Sophie (soph) wrote,

SOPA/PIPA Blackout

[this is a public post]

Today, I've blacked out my journal over at Dreamwidth for 24 hours in order to raise awareness of SOPA/PIPA, alongside many other websites, including Wikipedia.

Please note: SOPA is still a threat, despite the news reports recently that it was shelved indefinitely. (Lamar Smith plans to resume SOPA's markup in February.)

I'm only doing this on DW, for two reasons:

a) DW is now my primary home. Most people are watching me there, as far as I know, and keeping LJ up allows me to make posts like this one (which I'll repost to DW after the blackout);
b) LJ doesn't have any way to specify *why* a journal was 'deleted'. This would mean that people might worry about me.

Why am I doing this, even though I'm located in the UK and the bill is a US one? Because most of the sites I use on the Internet are based in the US.

"But Sophie, the bill only affects sites overseas!"

No, it doesn't. It really, really doesn't. (People who think this are only looking at section 102 of the bill.) Take a look at section 103 of the bill in question, HR 3261 (added emphasis is mine):
(a) Definitions- In this section:

(1) DEDICATED TO THEFT OF U.S. PROPERTY- An `Internet site is dedicated to theft of U.S. property' if--

(A) it is an Internet site, or a portion thereof, that is a U.S.-directed site and is used by users within the United States; and...
Okay, so what does the bill consider to be a site 'dedicated to theft of US property', exactly? It means sites which, as stated above, are located in the US, *and* where...
(B) either--

(i) the U.S.-directed site is primarily designed or operated for the purpose of, has only limited purpose or use other than, or is marketed by its operator or another acting in concert with that operator for use in, offering goods or services in a manner that engages in, enables, or facilitates--

(I) a violation of section 501 of title 17, United States Code;

(II) a violation of section 1201 of title 17, United States Code; or

(III) the sale, distribution, or promotion of goods, services, or materials bearing a counterfeit mark, as that term is defined in section 34(d) of the Lanham Act or section 2320 of title 18, United States Code; or

(ii) the operator of the U.S.-directed site--

(I) is taking, or has taken, deliberate actions to avoid confirming a high probability of the use of the U.S.-directed site to carry out acts that constitute a violation of section 501 or 1201 of title 17, United States Code; or

(II) operates the U.S.-directed site with the object of promoting, or has promoted, its use to carry out acts that constitute a violation of section 501 or 1201 of title 17, United States Code, as shown by clear expression or other affirmative steps taken to foster infringement.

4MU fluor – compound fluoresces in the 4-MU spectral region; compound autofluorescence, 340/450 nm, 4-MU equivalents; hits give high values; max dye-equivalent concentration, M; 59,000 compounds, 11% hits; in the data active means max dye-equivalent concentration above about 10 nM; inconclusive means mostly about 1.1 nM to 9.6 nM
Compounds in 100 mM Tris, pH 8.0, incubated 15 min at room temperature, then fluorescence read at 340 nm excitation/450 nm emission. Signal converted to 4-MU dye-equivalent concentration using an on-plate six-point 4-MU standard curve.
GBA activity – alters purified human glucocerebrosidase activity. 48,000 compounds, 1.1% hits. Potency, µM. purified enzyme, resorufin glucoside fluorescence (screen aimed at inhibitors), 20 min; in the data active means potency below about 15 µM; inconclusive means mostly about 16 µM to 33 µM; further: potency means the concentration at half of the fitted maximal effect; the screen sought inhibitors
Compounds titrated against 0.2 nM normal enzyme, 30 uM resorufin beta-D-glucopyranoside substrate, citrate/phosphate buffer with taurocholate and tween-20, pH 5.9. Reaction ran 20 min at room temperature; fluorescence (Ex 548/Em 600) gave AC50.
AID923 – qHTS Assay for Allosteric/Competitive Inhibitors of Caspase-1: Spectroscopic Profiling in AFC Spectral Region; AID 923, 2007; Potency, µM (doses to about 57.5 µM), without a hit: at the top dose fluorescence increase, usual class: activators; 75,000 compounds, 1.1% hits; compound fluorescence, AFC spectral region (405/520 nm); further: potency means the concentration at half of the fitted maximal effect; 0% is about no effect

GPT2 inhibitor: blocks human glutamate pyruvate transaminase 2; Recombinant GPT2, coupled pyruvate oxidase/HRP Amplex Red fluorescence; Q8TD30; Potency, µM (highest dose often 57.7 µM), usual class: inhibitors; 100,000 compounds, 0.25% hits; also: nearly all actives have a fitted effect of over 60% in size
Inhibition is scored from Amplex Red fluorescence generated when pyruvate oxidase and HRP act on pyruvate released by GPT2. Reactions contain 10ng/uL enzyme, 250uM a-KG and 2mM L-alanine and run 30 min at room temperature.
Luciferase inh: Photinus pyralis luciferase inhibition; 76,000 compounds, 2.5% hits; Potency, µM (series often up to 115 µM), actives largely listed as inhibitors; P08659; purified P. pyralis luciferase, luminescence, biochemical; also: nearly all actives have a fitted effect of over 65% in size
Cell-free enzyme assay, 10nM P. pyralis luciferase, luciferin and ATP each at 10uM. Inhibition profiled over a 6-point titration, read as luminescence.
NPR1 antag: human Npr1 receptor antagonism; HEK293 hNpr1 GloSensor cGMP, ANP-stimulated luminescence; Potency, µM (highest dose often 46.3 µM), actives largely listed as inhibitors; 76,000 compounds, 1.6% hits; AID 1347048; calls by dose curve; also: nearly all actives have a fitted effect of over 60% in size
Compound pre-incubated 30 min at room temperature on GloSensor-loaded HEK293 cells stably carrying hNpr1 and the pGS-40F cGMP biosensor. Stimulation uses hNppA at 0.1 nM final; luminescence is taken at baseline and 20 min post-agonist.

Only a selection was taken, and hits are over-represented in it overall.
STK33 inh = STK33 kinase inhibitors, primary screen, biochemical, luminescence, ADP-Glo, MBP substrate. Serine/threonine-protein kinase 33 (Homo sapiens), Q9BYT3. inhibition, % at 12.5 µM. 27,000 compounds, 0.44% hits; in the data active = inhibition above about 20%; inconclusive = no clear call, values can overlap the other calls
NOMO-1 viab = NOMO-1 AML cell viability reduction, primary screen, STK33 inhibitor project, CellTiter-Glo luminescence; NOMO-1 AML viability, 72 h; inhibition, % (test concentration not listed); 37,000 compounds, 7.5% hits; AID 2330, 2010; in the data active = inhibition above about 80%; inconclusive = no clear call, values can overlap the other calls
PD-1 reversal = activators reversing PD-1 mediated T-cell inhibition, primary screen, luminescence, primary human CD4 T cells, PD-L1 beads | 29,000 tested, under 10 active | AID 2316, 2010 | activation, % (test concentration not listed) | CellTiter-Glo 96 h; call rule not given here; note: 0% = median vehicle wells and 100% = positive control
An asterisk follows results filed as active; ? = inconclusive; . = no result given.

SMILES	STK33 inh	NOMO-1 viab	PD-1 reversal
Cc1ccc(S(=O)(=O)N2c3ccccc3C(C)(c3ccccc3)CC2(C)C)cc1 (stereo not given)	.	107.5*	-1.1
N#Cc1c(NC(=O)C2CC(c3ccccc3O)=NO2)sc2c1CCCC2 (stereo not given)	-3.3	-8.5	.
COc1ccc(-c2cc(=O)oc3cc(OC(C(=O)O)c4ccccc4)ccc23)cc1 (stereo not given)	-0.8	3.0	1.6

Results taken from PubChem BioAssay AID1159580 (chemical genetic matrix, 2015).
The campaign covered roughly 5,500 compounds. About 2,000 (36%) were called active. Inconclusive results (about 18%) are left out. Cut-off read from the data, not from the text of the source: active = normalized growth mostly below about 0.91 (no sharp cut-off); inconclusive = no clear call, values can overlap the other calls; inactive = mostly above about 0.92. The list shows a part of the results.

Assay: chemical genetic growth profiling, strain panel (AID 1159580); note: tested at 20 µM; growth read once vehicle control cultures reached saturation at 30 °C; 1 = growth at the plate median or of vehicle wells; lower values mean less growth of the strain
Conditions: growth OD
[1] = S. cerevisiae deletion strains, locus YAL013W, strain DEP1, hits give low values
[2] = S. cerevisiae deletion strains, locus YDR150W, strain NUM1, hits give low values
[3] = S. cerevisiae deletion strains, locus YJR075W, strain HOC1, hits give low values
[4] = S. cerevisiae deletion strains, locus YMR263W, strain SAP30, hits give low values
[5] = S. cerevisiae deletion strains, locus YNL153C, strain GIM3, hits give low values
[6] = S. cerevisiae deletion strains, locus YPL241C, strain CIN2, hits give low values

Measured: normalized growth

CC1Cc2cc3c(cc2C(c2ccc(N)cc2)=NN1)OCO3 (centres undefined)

Emphasis is mine, again. Notice how weaselly this bit is. It's meant to stop sites from being able to claim that they have nothing to do with piracy, but it doesn't give any leeway to sites that could potentially be used for piracy, and it never defines what the 'deliberate actions' include. And *this* is why people are saying that many sites like YouTube will shut down under the bill - because that's the only way they can be sure that they wouldn't be classified as a 'site dedicated to theft of US property', even though it's nothing of the sort. (It's true that YouTube has copyright violation up the wazoo, but it's nowhere *near* a site dedicated to it. In fact, they put a great deal of effort in detecting violations when they occur. This job is difficult enough, but the added pressure of SOPA would force them to take action.)

(TL;DR: A "site dedicated to theft of US property" is one located in the US and where the owner(s) have taken 'deliberate actions' to avoid confirming 'a high probability' of copyright infringement. The 'deliberate actions' are left undefined, as is what 'a high probability' means, and this is what makes the bill so dangerous.)

So what happens to a 'site dedicated to theft of US property'? Namely, a complete cutoff from anything that could provide financial support to that site - payment merchants such as PayPal or 2Checkout would be forced to deny payments to the site from its members/subscribers, and advertising networks would be forced to deny the site any ads.

Combine the unspecific nature of the bill with the financial cutoff penalty, and you have a perfect recipe for governmental censorship. And no, of course the government wouldn't use it to shut down YouTube, but they wouldn't need to. Services like YouTube simply cannot afford to fall foul of a law like this, and if the bill passed, it would give the government a *reason* to shut YouTube down. That's all they need, because with the threat of that hanging in the air, they could ask YouTube to do damn well anything and they'd have to comply. Blackmail, in other words.

I'll probably write more on this topic later, but for now, I hope I've given a good explanation of why this would be bad for the Internet as a whole, and why I've chosen to black out my journal for the day.

[edit 9:49pm GMT: For people in the UK, here's a petition on calling on the UK government to condemn SOPA and PIPA: ]
Tags: big posts, pipa, politics, sopa

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